Thoughts on tech shaming

I created a meme about tech shaming to share on my Facebook page four days ago, and it really resonated with many people. The shares and comments are finally slowing down enough for me to respond to the comments received on that image.

I need to acknowledge that there is a grammatical error in the third reason which should have been written as “use” instead of “using.” I am amazed that no one felt the need to comment about that grammatical error.

To the people who shared the image in recognition, the people who made supportive comments, and the people who made yourselves vulnerable by sharing the reasons why you use tech in the company of others:

Thank you. I hear you. I may not share exactly the same challenges as you, but I get it, and I want to say that it’s ok. You’re all awesome for being so willing to say “this is me” despite the fact that we live in a society where you might get singled out and told to just get over it.

I also want to say that I’m sorry if you were singled out by people who replied to your comments with complete disregard about the impact that their words would have on other people. I tried to monitor that thread as closely as possible, but I know that there were a few hurtful, hateful comments that I didn’t get to fast enough.

This post is mainly aimed at those other people. The ones who had the absolute gall to reply to you and tell you that you were being rude.


Dear Tech Shamers,

You came into my virtual home, kicked over the furniture and yelled at my guests, and you have the audacity to call other people rude?

When a person reveals their vulnerability by sharing their challenges on the Internet, it is absolutely not ok for other people dismiss those challenges by trying to induce shameful feelings in others.

You said “we live in a society.”

Yes, we all do. You do too, and you make up the large portion of society that makes us feel incredibly uncomfortable about the way that we live our lives. You could try being more polite yourselves. You could try learning the very valid reasons why some folks need to sometimes retreat while we’re in the company of others. You could learn how some non-speaking folks use technology to assist them in communicating. You could learn how some folks sometimes lose speaking ability in times of stress and need a device in order to assist them in communicating.

You could learn to be a little more accommodating and understanding towards others, and learn that perhaps we are not being rude. We are in fact making an incredible effort to participate in a society created by people who don’t share our challenges.

You said “people must be present when I’m talking.”

Now, I can’t say for certain whether this is tied to patriarchy, but it was interesting that all of the people who made comments along this line were people who present as men.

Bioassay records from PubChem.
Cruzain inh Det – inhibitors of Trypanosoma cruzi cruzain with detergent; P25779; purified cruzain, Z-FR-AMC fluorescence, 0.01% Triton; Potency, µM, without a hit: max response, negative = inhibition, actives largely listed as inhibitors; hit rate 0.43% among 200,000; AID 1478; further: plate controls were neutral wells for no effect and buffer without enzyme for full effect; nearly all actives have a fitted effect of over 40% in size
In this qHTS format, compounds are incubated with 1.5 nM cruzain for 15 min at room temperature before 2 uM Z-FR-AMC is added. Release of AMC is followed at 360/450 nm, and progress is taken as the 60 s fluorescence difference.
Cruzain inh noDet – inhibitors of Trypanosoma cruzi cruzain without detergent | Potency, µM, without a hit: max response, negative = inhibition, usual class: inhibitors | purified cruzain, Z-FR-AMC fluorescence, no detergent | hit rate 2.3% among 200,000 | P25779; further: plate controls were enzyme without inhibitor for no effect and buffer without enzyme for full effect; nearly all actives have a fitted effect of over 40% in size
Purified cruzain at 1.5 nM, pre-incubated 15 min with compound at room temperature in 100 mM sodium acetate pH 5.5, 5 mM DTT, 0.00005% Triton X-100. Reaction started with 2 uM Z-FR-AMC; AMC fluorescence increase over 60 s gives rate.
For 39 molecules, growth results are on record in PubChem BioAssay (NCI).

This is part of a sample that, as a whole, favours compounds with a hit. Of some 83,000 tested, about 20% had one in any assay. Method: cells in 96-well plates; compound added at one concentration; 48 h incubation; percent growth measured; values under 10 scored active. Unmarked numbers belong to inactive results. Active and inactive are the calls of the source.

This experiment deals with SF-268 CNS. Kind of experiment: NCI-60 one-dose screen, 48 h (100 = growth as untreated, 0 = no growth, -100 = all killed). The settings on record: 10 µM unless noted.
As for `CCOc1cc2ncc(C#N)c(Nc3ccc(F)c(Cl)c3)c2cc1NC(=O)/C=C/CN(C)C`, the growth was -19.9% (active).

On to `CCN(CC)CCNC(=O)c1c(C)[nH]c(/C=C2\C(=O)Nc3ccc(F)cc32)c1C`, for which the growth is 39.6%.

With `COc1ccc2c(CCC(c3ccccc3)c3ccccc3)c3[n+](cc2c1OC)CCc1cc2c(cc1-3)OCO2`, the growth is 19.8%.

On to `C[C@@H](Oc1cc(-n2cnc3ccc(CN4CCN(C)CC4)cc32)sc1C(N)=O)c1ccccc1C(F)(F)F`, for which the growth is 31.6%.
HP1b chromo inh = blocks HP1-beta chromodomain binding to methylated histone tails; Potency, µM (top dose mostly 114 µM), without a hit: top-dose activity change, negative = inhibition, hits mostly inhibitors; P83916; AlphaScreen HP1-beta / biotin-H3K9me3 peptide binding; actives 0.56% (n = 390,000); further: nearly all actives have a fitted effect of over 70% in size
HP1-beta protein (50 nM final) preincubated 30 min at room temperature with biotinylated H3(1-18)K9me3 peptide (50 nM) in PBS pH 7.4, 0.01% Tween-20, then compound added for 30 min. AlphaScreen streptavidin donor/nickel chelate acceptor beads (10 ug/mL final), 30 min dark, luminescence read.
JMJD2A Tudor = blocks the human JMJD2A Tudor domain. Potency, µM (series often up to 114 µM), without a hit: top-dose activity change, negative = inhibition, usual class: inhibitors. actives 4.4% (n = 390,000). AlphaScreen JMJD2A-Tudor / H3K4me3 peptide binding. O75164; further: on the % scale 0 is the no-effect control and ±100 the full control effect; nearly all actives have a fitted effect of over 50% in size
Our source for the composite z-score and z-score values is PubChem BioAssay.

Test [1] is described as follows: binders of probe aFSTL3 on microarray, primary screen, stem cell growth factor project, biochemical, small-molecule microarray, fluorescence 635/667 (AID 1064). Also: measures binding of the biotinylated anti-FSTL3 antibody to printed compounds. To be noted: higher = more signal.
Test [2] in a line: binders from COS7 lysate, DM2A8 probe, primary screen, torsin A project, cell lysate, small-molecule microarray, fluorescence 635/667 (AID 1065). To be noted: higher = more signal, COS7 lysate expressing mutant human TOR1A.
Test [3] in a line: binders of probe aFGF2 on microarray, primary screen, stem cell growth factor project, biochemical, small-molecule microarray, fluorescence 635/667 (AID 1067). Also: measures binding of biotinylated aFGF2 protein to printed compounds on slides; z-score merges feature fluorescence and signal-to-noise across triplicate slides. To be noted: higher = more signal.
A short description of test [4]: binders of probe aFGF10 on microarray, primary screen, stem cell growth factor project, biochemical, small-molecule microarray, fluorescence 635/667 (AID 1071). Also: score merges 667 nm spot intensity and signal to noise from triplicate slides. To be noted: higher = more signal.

Firstly, have you considered that when you demand that people sit in rapt attention while you flap your mouth parts, you come across as arrogant and boring? And that’s before you’ve even flapped your mouth parts. Many Autistic people simply can’t sit still and listen at the same time. We need to move in order to listen. It’s called stimming.

Here’s another thing: Non-Autistic people sometimes need to stim too, but it’s just more socially acceptable for you. You chew gum? You knit? You tap your fingers? You click your pen? You’re stimming!

Your versions of stimming are acceptable, but ours are pathologised and used to make us feel inadequate. We do things differently to you, and that should be ok.

You said “I want to hear your voice” or “I want people to at least make eye contact when I’m talking.”

You’re ableism isn’t just showing; it’s screeching overbearingly loudly. My clearest voice can be heard right here: My thoughts make their way to my fingers typing on a keyboard with far greater ease than they make their way out of my mouth. Making eye contact makes me physically nauseous, and I can feel myself starting to shut down.

So I don’t have the abilities you have. Why do you continually expect everyone else around you to have the same abilities as you do? Why do you expect that those who have different abilities, those who are disabled, to accommodate you by making extra effort when you’re prepared to make none?

You said “I have the same problem, but I deal with it so you should just deal with it too”

Clearly, the problem doesn’t effect your life in the same way that it effects others. Don’t use your experience to dismiss the real problems that other people experience.

So, that’s why you found yourselves banned from my virtual home. Because even after I asked you to stop, you didn’t stop.

You needed to have your say. Well, I’m here to tell you that your say is completely, absolutely unimportant and irrelevant. Go have your say in your own virtual homes, but you are not welcome in mine.

I’m not even going to bother to go into the irony of you using tech to shame people for using tech. You’re not worth the effort.

If you don’t want to live in a society with people who use technology to self-accommodate their challenges, then go live in a cave.

That is all I have to say to you.

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